Frankly, bureaucratic appointments are not my forte. Nor do I attribute undue importance to personalities — except, of course, when they cause damage to the country’s interests. Doklam standoff was one such moment. Truthfully, we still do not have a definitive picture as to who precipitated such a dangerous situation in the Himalayas. Both Doval and Jaishankar were involved in decision-making and the intriguing part is that both have now been ‘promoted’. 

One must conclude stoically that neither was probably culpable for the reckless decision, or, perhaps, both were in varying degrees — and the buck didn’t stop with them — and therefore in the best traditions of India’s political culture, there shall be no accountability. 

 Unsurprisingly, our analysts choose to be ‘security-centric’ in their estimations of the appointment of Jaishankar. This resulted from the creeping ‘militarisation’ of foreign policy during UPA-II and is linked to the evolution of the ‘defining partnership’ with the US in the aftermath of the India-US nuclear deal of 2008.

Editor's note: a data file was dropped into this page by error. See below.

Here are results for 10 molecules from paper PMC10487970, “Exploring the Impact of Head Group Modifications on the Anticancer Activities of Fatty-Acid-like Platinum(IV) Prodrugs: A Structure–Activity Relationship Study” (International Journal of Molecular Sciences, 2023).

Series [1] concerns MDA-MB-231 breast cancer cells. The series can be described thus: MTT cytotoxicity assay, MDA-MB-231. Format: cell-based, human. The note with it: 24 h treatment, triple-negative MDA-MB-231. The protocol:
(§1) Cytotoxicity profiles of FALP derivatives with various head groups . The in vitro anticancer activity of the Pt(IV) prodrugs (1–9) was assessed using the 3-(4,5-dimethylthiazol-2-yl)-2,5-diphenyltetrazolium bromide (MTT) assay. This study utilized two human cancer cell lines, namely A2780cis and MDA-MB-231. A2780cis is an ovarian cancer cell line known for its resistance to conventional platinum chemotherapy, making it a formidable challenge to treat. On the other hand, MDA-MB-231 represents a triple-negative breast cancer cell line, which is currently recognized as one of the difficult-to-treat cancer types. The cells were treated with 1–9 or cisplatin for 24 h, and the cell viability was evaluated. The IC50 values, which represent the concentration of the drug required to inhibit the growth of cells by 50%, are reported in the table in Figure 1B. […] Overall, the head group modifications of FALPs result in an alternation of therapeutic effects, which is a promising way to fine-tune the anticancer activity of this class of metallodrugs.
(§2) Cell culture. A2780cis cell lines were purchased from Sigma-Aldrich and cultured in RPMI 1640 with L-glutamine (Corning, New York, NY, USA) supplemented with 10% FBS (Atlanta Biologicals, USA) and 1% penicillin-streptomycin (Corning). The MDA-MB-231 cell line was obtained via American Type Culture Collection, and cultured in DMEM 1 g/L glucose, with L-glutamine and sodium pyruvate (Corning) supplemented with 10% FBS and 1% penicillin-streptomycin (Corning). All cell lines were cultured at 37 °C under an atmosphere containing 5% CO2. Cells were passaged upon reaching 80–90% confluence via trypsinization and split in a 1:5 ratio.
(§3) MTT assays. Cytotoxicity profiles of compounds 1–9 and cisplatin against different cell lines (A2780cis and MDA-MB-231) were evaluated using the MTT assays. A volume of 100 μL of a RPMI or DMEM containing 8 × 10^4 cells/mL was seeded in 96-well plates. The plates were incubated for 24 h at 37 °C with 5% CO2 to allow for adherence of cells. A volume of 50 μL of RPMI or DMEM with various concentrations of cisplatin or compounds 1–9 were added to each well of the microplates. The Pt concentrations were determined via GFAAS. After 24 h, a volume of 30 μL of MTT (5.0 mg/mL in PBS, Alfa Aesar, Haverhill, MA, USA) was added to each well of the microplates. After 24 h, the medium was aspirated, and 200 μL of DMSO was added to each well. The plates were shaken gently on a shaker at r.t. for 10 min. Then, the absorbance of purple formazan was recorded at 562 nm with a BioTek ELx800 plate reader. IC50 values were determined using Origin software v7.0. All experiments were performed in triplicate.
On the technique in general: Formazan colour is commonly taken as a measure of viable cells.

However, this militarisation has become unsustainable today and has consequently caused friction in India-US relations. The paucity of resources for the making of New India bugs the leadership. Neither the Americans nor their lobbyists in India are willing to accept that for the Indian political leadership, the priority at the moment lies in the social and economic spheres. The economy must grow and develop first so that resources become available and social discontent is contained. The point is, the strategic pundits are faced today with the daunting task of taking this intellectual ellipsis. 

On the other hand, Modi has surged ahead on a journey where the national security state cannot and will not be the (sole) locomotive, but the corporatisation of the political economy has caught up with it and it is only natural that the latter will inexorably pull ahead. Jaishankar’s appointment as External Affairs Minister is a signpost. (The topic deserves a full-fledged discussion.)